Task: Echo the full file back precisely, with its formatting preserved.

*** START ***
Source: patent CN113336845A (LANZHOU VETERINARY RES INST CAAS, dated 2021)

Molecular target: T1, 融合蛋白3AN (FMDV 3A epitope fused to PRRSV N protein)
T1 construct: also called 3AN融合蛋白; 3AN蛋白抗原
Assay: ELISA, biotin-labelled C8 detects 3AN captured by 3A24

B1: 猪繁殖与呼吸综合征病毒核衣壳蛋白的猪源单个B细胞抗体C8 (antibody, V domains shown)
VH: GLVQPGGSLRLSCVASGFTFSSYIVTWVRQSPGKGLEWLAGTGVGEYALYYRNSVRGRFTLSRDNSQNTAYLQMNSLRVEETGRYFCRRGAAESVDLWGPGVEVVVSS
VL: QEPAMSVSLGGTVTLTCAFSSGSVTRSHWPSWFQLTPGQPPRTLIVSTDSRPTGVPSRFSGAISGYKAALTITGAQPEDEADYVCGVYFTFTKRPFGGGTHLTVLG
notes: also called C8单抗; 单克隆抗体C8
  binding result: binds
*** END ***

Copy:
Source: patent CN113336845A (LANZHOU VETERINARY RES INST CAAS, dated 2021)

Molecular target: T1, 融合蛋白3AN (FMDV 3A epitope fused to PRRSV N protein)
T1 construct: also called 3AN融合蛋白; 3AN蛋白抗原
Assay: ELISA, biotin-labelled C8 detects 3AN captured by 3A24

B1: 猪繁殖与呼吸综合征病毒核衣壳蛋白的猪源单个B细胞抗体C8 (antibody, V domains shown)
VH: GLVQPGGSLRLSCVASGFTFSSYIVTWVRQSPGKGLEWLAGTGVGEYALYYRNSVRGRFTLSRDNSQNTAYLQMNSLRVEETGRYFCRRGAAESVDLWGPGVEVVVSS
VL: QEPAMSVSLGGTVTLTCAFSSGSVTRSHWPSWFQLTPGQPPRTLIVSTDSRPTGVPSRFSGAISGYKAALTITGAQPEDEADYVCGVYFTFTKRPFGGGTHLTVLG
notes: also called C8单抗; 单克隆抗体C8
  binding result: binds